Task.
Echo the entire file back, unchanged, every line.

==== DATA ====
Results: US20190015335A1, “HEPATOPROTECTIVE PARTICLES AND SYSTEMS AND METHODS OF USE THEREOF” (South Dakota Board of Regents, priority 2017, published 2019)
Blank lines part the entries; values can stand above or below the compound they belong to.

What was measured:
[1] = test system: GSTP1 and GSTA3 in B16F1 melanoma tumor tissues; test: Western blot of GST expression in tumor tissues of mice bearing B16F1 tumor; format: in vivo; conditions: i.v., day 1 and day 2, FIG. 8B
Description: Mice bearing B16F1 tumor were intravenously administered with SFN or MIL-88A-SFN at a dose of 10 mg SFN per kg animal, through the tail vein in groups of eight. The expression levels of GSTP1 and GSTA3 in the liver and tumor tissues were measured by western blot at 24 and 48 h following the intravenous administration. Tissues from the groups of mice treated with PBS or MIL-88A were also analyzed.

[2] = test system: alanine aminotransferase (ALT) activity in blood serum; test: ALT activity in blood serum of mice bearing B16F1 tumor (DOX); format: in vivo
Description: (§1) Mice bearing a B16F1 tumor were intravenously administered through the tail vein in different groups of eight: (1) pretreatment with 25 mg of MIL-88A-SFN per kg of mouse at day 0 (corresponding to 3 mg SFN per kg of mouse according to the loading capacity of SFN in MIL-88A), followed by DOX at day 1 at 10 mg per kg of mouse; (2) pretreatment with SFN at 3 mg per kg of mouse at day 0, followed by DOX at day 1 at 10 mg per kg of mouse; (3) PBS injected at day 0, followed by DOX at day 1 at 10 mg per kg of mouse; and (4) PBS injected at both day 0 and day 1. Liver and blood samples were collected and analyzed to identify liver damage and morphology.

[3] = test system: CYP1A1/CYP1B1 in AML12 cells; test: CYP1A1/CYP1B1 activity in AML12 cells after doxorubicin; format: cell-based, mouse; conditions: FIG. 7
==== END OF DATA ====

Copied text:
Results: US20190015335A1, “HEPATOPROTECTIVE PARTICLES AND SYSTEMS AND METHODS OF USE THEREOF” (South Dakota Board of Regents, priority 2017, published 2019)
Blank lines part the entries; values can stand above or below the compound they belong to.

What was measured:
[1] = test system: GSTP1 and GSTA3 in B16F1 melanoma tumor tissues; test: Western blot of GST expression in tumor tissues of mice bearing B16F1 tumor; format: in vivo; conditions: i.v., day 1 and day 2, FIG. 8B
Description: Mice bearing B16F1 tumor were intravenously administered with SFN or MIL-88A-SFN at a dose of 10 mg SFN per kg animal, through the tail vein in groups of eight. The expression levels of GSTP1 and GSTA3 in the liver and tumor tissues were measured by western blot at 24 and 48 h following the intravenous administration. Tissues from the groups of mice treated with PBS or MIL-88A were also analyzed.

[2] = test system: alanine aminotransferase (ALT) activity in blood serum; test: ALT activity in blood serum of mice bearing B16F1 tumor (DOX); format: in vivo
Description: (§1) Mice bearing a B16F1 tumor were intravenously administered through the tail vein in different groups of eight: (1) pretreatment with 25 mg of MIL-88A-SFN per kg of mouse at day 0 (corresponding to 3 mg SFN per kg of mouse according to the loading capacity of SFN in MIL-88A), followed by DOX at day 1 at 10 mg per kg of mouse; (2) pretreatment with SFN at 3 mg per kg of mouse at day 0, followed by DOX at day 1 at 10 mg per kg of mouse; (3) PBS injected at day 0, followed by DOX at day 1 at 10 mg per kg of mouse; and (4) PBS injected at both day 0 and day 1. Liver and blood samples were collected and analyzed to identify liver damage and morphology.

[3] = test system: CYP1A1/CYP1B1 in AML12 cells; test: CYP1A1/CYP1B1 activity in AML12 cells after doxorubicin; format: cell-based, mouse; conditions: FIG. 7